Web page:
They include a preventive maintenance program set up under his direction that led to savings of $333,000 on what would otherwise have become service orders.

Heo took certain public works functions the Army had been paying contractors to do and transferred them instead to garrison work crews, saving $6 million over three years. These included, among others, grounds maintenance, fire system testing, and tests for whether fuel tanks were properly sealed.

And he suggested and oversaw the conversion of Camp Red Cloud's central heating plant from diesel to natural gas, saving the Army more than $100,000 yearly.

Heo said the awards were both "an honor" and challenge.

"Because now we have set a high standard that we're expected to continue meeting," he said.

The awards reflect the quality of DPW's staff, said Heo. "It is not really an individual achievement, it is a collective achievement," he said. "It represents the entire organization."

Among actions that led to Downs' IMCOM award were his "outstanding" efforts with the garrison's real property maintenance and upkeep programs, according to his nomination letter. These were marked by timely action and "exceptional" service for all Area I units. And Downs ensured proper infrastructure was available for units new to Area I.

Downs also "provided exceptional leadership during difficult periods of personnel and budgetary shortfalls," events that saw cuts to nearly 30 percent of his workforce, the letter said.

"He effectively worked around these shortages by creative utilization of other employees and reassignments, as well as improved scheduling and balancing priorities," according to the letter.

"Mr. Downs," it said, "has sacrificed numerous personal hours in the completion of the many assignments and requirements of the position. He is highly respected by his Branch Chiefs and workers."

"I actually was shocked to win an Army-level award," Downs said. "I'm shocked, humbled. I just figured I was doing my job. I don't think it's just my award. I don't think I would have been able to receive this award if my staff didn't perform at the level they do. So, this is not my award, it's my team's award."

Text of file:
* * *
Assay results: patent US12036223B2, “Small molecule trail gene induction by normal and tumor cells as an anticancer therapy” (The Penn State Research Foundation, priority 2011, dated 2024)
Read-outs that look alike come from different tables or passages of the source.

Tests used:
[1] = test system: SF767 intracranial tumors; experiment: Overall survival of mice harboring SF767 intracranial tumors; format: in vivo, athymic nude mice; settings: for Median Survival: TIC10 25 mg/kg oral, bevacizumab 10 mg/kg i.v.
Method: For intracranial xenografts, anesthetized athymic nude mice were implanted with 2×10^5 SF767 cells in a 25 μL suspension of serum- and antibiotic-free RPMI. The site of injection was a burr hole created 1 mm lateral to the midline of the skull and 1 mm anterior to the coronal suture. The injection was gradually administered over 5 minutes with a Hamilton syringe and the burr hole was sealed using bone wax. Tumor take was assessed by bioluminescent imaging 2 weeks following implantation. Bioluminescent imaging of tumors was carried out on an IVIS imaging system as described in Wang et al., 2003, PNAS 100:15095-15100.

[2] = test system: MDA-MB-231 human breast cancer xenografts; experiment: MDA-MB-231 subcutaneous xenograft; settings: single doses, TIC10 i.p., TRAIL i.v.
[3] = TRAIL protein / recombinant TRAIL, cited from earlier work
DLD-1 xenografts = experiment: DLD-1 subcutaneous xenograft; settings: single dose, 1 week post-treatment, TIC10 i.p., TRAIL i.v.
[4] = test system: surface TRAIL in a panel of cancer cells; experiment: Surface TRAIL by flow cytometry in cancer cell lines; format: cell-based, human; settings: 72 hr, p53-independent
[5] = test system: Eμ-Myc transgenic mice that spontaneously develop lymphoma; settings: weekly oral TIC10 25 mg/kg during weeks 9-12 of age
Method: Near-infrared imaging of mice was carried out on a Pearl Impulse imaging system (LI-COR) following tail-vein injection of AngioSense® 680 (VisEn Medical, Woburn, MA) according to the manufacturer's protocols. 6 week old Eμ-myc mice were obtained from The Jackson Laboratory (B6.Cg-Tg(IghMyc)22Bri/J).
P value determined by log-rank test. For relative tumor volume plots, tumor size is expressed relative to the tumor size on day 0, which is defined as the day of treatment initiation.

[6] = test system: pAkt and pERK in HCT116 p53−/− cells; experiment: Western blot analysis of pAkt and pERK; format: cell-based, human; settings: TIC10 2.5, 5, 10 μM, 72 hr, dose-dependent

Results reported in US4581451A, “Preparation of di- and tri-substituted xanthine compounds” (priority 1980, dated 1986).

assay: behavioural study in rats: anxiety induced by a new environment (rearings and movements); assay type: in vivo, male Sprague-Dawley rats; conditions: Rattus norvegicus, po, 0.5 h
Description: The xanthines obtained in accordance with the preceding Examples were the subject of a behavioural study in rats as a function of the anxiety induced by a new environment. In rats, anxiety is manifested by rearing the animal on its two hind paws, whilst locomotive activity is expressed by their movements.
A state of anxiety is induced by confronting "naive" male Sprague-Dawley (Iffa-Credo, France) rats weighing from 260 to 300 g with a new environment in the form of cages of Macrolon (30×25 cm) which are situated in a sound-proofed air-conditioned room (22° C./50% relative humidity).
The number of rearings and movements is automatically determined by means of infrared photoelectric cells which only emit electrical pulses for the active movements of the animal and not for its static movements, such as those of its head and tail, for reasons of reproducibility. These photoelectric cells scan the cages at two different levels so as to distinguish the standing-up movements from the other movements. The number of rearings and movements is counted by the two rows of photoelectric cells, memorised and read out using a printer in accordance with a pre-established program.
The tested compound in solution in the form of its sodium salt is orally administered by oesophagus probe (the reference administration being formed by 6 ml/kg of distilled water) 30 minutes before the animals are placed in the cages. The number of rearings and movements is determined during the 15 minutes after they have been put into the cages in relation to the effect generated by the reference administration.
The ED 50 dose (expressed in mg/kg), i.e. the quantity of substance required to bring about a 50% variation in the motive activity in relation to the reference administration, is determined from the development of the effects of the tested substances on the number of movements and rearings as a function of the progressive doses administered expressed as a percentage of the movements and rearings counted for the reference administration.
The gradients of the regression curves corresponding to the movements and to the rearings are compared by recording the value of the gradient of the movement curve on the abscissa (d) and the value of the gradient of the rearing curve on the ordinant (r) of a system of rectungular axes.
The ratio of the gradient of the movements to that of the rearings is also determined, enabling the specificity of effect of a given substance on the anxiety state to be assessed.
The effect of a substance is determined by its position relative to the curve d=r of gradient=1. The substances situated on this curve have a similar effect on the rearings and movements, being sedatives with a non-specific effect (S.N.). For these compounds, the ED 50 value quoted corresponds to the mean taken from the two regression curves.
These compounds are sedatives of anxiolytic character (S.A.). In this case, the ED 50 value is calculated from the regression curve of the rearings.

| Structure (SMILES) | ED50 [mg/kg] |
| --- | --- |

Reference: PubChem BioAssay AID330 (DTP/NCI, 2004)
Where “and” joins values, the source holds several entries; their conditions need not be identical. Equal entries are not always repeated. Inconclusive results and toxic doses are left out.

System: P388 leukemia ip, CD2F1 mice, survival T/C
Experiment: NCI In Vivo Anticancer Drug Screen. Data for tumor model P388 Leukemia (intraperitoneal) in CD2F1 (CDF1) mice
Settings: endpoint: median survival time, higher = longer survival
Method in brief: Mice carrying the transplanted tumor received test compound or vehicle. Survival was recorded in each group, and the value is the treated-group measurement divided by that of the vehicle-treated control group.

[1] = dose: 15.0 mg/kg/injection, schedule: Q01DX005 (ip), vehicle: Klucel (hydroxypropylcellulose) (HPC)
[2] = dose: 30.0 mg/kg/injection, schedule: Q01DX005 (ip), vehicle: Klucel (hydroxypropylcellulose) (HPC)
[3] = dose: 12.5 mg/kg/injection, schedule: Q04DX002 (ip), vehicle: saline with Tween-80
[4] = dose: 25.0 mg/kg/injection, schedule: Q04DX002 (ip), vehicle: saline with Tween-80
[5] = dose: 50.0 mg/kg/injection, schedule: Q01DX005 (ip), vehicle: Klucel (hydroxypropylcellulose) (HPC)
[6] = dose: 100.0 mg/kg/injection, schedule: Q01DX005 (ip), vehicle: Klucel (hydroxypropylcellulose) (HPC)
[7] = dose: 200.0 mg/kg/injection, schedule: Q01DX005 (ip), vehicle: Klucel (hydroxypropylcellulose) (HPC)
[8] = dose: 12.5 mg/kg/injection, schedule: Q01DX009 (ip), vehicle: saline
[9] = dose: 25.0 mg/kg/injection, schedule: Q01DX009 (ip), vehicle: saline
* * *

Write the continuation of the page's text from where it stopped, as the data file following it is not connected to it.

Langford is responsible for all environmental projects and activities for Area I, including management of cultural and natural resources, pollution prevention, handling of hazardous substances, and environmental safety and health, according to his nomination letter.

He supervised and in some cases developed innovative recycling programs for used batteries, toner cartridges, and cooking oil. The used cooking oil is now recycled into laundry soap and biodiesel, at a savings to the Army of more than $100,000 a year.

And Langford brought about an arrangement under which the garrison collaborates with the local Shin Heung College Department of Environmental Engineering on various mutually beneficial activities.

Langford chaired committees that manage wetland, waste, and other environmental matters, with savings of more than $250,000 a year.

He also "highly encourages his subordinates and peers to achieve education, training, certification, and licensing, and leads by his example," the letter said.

"I was pleasantly surprised to personally win, but even more to find out that out of the few that were given worldwide, three were given to Camp Red Cloud DPW," Langford said of the DPW awards. "What's so significant is that we were in competition with every Army garrison, worldwide.

"A good portion of the credit for this goes to my staff, for their dedicated and hard work," Langford said.